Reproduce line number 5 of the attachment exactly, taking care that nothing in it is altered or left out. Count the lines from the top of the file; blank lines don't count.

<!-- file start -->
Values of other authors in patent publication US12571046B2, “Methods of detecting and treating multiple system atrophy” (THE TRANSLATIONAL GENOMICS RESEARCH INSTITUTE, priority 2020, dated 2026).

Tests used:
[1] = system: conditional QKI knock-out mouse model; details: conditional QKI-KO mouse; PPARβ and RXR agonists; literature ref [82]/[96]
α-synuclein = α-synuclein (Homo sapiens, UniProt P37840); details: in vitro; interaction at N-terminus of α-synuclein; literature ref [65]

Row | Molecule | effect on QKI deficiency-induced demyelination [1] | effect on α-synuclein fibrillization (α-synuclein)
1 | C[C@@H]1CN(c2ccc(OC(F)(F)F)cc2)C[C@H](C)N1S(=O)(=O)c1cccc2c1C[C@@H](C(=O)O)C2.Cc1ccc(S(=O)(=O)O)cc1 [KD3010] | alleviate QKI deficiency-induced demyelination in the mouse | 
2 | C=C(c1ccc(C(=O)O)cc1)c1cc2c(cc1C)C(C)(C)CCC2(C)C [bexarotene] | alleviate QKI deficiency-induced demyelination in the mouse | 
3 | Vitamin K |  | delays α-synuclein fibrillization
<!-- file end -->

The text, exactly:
Row | Molecule | effect on QKI deficiency-induced demyelination [1] | effect on α-synuclein fibrillization (α-synuclein)